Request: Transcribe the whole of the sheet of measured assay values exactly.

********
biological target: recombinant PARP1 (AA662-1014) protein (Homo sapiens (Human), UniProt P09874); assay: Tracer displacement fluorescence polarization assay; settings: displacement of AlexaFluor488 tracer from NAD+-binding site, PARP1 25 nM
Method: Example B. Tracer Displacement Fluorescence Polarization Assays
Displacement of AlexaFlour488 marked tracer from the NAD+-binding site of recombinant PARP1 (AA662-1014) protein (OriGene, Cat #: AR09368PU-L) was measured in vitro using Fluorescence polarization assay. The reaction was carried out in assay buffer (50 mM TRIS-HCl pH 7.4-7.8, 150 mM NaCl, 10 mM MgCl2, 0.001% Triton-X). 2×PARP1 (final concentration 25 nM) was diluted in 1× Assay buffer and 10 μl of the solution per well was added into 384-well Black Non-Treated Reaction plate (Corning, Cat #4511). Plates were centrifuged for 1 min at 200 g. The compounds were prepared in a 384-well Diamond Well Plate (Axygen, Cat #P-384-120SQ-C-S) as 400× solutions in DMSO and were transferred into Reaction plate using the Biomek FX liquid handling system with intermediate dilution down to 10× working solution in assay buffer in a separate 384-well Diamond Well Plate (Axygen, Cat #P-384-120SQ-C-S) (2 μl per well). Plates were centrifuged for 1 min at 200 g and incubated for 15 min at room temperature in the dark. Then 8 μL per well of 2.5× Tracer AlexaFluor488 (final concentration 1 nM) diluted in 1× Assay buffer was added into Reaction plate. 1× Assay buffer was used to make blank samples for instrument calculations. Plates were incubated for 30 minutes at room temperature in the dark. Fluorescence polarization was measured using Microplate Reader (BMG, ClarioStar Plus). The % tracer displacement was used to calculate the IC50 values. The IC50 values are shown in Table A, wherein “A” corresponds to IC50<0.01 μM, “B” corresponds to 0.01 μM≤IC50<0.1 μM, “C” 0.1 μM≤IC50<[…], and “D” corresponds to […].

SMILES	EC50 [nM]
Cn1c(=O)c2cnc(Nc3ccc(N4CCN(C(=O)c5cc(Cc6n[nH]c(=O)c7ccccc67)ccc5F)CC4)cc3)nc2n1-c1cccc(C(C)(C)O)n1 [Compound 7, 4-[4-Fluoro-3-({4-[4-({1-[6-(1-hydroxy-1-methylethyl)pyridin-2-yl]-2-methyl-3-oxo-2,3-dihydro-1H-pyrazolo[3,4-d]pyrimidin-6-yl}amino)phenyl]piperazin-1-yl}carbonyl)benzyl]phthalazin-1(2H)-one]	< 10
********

biological target: recombinant PARP1 (AA662-1014) protein (Homo sapiens (Human), UniProt P09874); assay: Tracer displacement fluorescence polarization assay; settings: displacement of AlexaFluor488 tracer from NAD+-binding site, PARP1 25 nM
Method: Example B. Tracer Displacement Fluorescence Polarization Assays
Displacement of AlexaFlour488 marked tracer from the NAD+-binding site of recombinant PARP1 (AA662-1014) protein (OriGene, Cat #: AR09368PU-L) was measured in vitro using Fluorescence polarization assay. The reaction was carried out in assay buffer (50 mM TRIS-HCl pH 7.4-7.8, 150 mM NaCl, 10 mM MgCl2, 0.001% Triton-X). 2×PARP1 (final concentration 25 nM) was diluted in 1× Assay buffer and 10 μl of the solution per well was added into 384-well Black Non-Treated Reaction plate (Corning, Cat #4511). Plates were centrifuged for 1 min at 200 g. The compounds were prepared in a 384-well Diamond Well Plate (Axygen, Cat #P-384-120SQ-C-S) as 400× solutions in DMSO and were transferred into Reaction plate using the Biomek FX liquid handling system with intermediate dilution down to 10× working solution in assay buffer in a separate 384-well Diamond Well Plate (Axygen, Cat #P-384-120SQ-C-S) (2 μl per well). Plates were centrifuged for 1 min at 200 g and incubated for 15 min at room temperature in the dark. Then 8 μL per well of 2.5× Tracer AlexaFluor488 (final concentration 1 nM) diluted in 1× Assay buffer was added into Reaction plate. 1× Assay buffer was used to make blank samples for instrument calculations. Plates were incubated for 30 minutes at room temperature in the dark. Fluorescence polarization was measured using Microplate Reader (BMG, ClarioStar Plus). The % tracer displacement was used to calculate the IC50 values. The IC50 values are shown in Table A, wherein “A” corresponds to IC50<0.01 μM, “B” corresponds to 0.01 μM≤IC50<0.1 μM, “C” 0.1 μM≤IC50<[…], and “D” corresponds to […].

SMILES	EC50 [nM]
Cn1c(=O)c2cnc(Nc3ccc(N4CCN(C(=O)c5cc(Cc6n[nH]c(=O)c7ccccc67)ccc5F)CC4)cc3)nc2n1-c1cccc(C(C)(C)O)n1 [Compound 7, 4-[4-Fluoro-3-({4-[4-({1-[6-(1-hydroxy-1-methylethyl)pyridin-2-yl]-2-methyl-3-oxo-2,3-dihydro-1H-pyrazolo[3,4-d]pyrimidin-6-yl}amino)phenyl]piperazin-1-yl}carbonyl)benzyl]phthalazin-1(2H)-one]	< 10